[9] A representative instance is Pellegrino Capaldo, “Le aziende non-profit tra Stato e mercato”, in XVIII Convegno Annuale dell’Accademia Italiana di Economia Aziendale, Clueb, Bologna, 1996, p. 13 ff.: “The non-profit concerns to which I refer, then, are private concerns acting within the sphere of individual liberty. The aspects to examine are essentially two. The first regards the technical and economic basis of these concerns, the conditions on which durable existence depends, and perhaps the circumstances in which, as a means of production, they may prove to be more effective than State concerns both in the interest of individuals and in the general interest. The second facet involves possible government action to foster the spread of non-profit concerns in the likely case that the foregoing analysis concludes that they can play a major role in the balanced growth and progress of the community.

Proper analysis begins by moving from a negative to a positive definition of the subject. It is easy to imagine that within the non-profit sector there are groups of concerns with different aims and different conditions of economic viability. That is, to gain a thorough understanding of these concerns it is not enough to grasp the mere fact, important as it is, of not being profit-making. One must go further to locate the significant elements of differentiation within the sector, hence to identify different types of non-profit concern. To this end, it will be helpful to step back and rethink the classification of concerns into for-profit and non-profit and in particular to re-examine the notion of profit.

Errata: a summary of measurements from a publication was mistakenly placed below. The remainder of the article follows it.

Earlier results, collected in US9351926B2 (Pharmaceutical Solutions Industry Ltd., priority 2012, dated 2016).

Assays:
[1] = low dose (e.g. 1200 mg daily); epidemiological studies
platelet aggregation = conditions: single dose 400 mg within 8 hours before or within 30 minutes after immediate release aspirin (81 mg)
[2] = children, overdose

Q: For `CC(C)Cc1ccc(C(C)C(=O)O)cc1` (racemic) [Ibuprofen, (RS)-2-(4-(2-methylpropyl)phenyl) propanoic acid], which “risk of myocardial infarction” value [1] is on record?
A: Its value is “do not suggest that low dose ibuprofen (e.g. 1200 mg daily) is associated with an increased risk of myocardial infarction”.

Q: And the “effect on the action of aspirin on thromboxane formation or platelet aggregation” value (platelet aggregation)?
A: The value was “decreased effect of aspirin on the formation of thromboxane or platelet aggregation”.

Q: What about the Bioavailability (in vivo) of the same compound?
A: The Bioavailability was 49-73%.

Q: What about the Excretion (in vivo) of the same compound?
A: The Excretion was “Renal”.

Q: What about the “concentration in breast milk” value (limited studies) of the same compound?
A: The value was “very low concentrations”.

[10] For the distinction between profit and operating surplus, see Eugenio Pinto, “I lavori della commissione “Zamagni” e la nuova disciplina tributaria delle aziende non-profit”, in Atti dei convegni e seminari del primo semestre 1997 organizzati dall’Ordine di Roma dei dottori commercialisti, Rome 1997. The article is also available in Internet, in the section “Documenti” at

[11] Not only to those supplying non-contractual productive factors, therefore, but also to directors, members, etc.

[12] For instance, consider a non-profit concern controlled by a foundation which itself is controlled by given persons thanks to the power to appoint a majority of the members of the foundation’s board. In this case, transferring the power of appointment through changes in the by-laws would be tantamount to an “atypical” transfer of control.

[13] Law 91 of 23 March 1981, published in Gazzetta Ufficiale della Repubblica Italiana, No. 86, 27 March 1981.

[14] Legislative Decree 460 of 4 December 1997, Section II, Articles 10-29.

[15] Legislative Decree 460 of 4 December 1997, Article 10 (1d).

[16] Legislative Decree 460/1997, Article 10(6).

[17] See Consolidated Income Tax Code, Presidential Decree 917 of 22 December 1986, Article 9 (3).

[18] Legislative Decree 460/1997, Article 10(6).

the United Kingdom


The Review of the Register of Charities

The Charity Commission

Under English charity law there is no statutory definition of charitable purposes. The present definition of charity can be traced back to the preamble to the Statute of Charitable Uses of 1601 which set out a list of purposes which were then regarded as charitable this included the relief of aged, impotent and poor people, the maintenance of schools of learning and free schools the repair of bridges ports, churches and highways the helpful young tradesmen, the relief or redemption of prisoners.